The challenge for the American people is to break the Israeli lobby’s grip on their political system.
October 29, 2012, 09:00 EST
The largest-ever joint military exercises between the US and the Zionist state are underway in Occupied Palestine and will last for three weeks. Reflecting the deep military ties between the two, General Martin Dempsey, Chairman US Joint Chiefs of Staff, also flew in on October 28 to witness the exercises.
Israeli Defence Minister Ehud Barak, himself a former general, was also on hand to thank Dempsey for his presence. The joint exercises, the third in a series dubbed the "Austere Challenge 2012" (AC12), were to be held several months earlier but were postponed. Participating in the exercises are 3,500 American and 1,000 Israeli soldiers. The American troops had arrived a week earlier bringing in a vast array of missiles, and defence shields to guard against incoming missiles.
"We are glad to have General Dempsey here visiting the Austere Challenge exercise, joint exercise, of a significant magnitude...,” the Israeli defence (offence) minister Barak said. And glad he should be because Dempsey is known to be opposed to unilateral Israeli military attack against Islamic Iran. The visit was meant to repair strained relations.
Confirming the deep military ties between the two countries, Barak said, “Security relations between the United States and Israel are deeper and stronger than they have been in many years.” This was also confirmed by US President Barack Obama during the last presidential debate with his Republican rival Mitt Romney on October 22.
When Romney accused Obama of abandoning “our closest ally in the Middle East,” Obama said relations between the US and Israel had never been stronger than under his watch. He also said when he was first nominated to be the Democratic Party candidate in 2008, the first country he visited was Israel. “I went to the Yad Vashem to remind me of the nature of evil.” Obama and Romney each competed to be more pro-Israel than the other. Their debate sounded as if they were running for office in Israel, not the US. The tight grip Israel lobby has on the US political system means every contender for high office must worship Israel and put its interests ahead of those of the American people.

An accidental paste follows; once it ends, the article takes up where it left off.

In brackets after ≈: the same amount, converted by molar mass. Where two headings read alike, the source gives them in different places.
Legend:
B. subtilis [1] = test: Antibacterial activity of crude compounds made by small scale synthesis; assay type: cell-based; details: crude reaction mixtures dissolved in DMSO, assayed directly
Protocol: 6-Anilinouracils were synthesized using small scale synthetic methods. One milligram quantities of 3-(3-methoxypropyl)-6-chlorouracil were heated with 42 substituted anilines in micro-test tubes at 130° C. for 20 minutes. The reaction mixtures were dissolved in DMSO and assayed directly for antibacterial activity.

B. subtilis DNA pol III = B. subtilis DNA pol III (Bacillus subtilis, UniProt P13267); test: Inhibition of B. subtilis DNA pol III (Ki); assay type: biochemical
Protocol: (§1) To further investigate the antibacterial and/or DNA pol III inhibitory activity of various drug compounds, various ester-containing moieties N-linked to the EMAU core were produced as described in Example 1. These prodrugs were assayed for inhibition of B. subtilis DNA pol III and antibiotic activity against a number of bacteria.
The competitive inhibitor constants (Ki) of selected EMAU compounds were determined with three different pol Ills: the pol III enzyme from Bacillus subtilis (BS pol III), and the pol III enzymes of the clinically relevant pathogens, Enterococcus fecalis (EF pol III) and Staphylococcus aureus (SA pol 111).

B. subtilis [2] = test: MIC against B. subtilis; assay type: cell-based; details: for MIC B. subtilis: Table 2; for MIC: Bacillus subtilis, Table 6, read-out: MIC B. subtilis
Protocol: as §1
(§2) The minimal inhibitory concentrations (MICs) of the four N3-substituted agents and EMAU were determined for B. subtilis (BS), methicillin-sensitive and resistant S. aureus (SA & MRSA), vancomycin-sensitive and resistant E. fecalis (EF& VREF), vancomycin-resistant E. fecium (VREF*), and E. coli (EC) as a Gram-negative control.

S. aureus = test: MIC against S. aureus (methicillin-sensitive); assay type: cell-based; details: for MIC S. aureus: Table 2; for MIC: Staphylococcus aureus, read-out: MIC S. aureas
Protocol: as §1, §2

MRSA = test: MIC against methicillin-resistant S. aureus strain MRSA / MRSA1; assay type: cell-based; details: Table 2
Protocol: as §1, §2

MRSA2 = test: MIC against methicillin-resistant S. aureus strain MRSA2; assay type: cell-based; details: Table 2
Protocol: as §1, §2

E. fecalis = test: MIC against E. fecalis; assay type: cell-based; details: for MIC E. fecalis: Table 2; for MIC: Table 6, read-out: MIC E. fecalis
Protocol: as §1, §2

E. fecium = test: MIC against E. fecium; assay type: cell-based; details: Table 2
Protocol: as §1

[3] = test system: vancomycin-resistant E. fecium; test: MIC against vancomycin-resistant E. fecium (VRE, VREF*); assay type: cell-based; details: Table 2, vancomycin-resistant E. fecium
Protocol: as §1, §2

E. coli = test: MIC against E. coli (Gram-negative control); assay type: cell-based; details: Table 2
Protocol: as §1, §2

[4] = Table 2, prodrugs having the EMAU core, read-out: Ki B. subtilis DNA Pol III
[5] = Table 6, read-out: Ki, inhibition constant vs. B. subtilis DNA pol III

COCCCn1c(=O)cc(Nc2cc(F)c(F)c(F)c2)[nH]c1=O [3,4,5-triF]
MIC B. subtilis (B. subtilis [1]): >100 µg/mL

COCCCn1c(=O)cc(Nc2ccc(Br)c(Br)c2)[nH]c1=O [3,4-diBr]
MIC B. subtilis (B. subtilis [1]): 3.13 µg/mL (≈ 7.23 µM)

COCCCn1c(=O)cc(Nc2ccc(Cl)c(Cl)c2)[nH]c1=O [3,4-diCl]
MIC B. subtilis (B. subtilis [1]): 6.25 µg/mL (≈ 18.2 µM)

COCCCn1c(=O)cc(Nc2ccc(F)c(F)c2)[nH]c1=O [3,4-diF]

There are 46 million Americans living in absolute poverty; that is about seven times the total population of the Zionist state. Another 23 million Americans are unemployed. Yet the US pumps $3-$5 billion annually in military assistance and another $10 billion in other forms into the parasitical Zionist state.
Barring very few exceptions—Ron Paul, for instance—no American politician desirous of high office has had the courage to say such handouts to Israel must stop and instead use such funds to help the American people. Not surprising, therefore, that most honest commentators say it is the Israeli tail that wags the American dog.
The challenge for the American people is to break the Israeli lobby’s grip on their political system. A good starting point would be to insist the blackmailing outfit called America-Israel Public Affairs Committee (AIPAC) must register as a foreign interest lobby since its sole mission is to protect and project Israel’s interests. It has done nothing to serve American interests. On the contrary, its operatives have broken US laws to steal state secrets especially in the electronic field and pass them on to Israel.
Dempsey’s visit to Tel Aviv must be seen in the context of the craven US relationship with Israel. It is not surprising that Dempsey would say in Tel Aviv: “I am honored to be here and to see our soldiers working together as we always do, our airmen, our sailors….”
He could have added, our politicians, our congressmen and women and even our president; they must all worship the Israeli golden calf.